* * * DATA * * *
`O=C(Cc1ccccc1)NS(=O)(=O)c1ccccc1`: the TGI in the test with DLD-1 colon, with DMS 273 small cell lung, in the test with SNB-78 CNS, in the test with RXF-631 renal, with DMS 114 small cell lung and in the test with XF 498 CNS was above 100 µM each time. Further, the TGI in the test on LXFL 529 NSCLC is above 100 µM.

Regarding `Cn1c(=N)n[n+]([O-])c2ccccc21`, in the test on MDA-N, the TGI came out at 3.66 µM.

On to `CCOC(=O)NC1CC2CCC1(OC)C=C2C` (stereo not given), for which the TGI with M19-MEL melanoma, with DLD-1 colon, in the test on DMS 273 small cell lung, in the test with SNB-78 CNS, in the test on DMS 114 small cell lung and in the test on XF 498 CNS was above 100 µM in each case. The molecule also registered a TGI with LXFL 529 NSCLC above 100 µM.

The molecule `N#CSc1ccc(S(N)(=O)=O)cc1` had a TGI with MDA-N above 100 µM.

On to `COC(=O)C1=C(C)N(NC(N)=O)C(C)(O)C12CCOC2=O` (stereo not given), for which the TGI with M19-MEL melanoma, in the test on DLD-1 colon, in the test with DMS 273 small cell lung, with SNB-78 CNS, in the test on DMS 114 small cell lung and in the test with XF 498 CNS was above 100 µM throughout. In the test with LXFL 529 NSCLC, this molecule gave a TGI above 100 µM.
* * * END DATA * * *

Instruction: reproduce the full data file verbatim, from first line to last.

`O=C(Cc1ccccc1)NS(=O)(=O)c1ccccc1`: the TGI in the test with DLD-1 colon, with DMS 273 small cell lung, in the test with SNB-78 CNS, in the test with RXF-631 renal, with DMS 114 small cell lung and in the test with XF 498 CNS was above 100 µM each time. Further, the TGI in the test on LXFL 529 NSCLC is above 100 µM.

Regarding `Cn1c(=N)n[n+]([O-])c2ccccc21`, in the test on MDA-N, the TGI came out at 3.66 µM.

On to `CCOC(=O)NC1CC2CCC1(OC)C=C2C` (stereo not given), for which the TGI with M19-MEL melanoma, with DLD-1 colon, in the test on DMS 273 small cell lung, in the test with SNB-78 CNS, in the test on DMS 114 small cell lung and in the test on XF 498 CNS was above 100 µM in each case. The molecule also registered a TGI with LXFL 529 NSCLC above 100 µM.

The molecule `N#CSc1ccc(S(N)(=O)=O)cc1` had a TGI with MDA-N above 100 µM.

On to `COC(=O)C1=C(C)N(NC(N)=O)C(C)(O)C12CCOC2=O` (stereo not given), for which the TGI with M19-MEL melanoma, in the test on DLD-1 colon, in the test with DMS 273 small cell lung, with SNB-78 CNS, in the test on DMS 114 small cell lung and in the test with XF 498 CNS was above 100 µM throughout. In the test with LXFL 529 NSCLC, this molecule gave a TGI above 100 µM.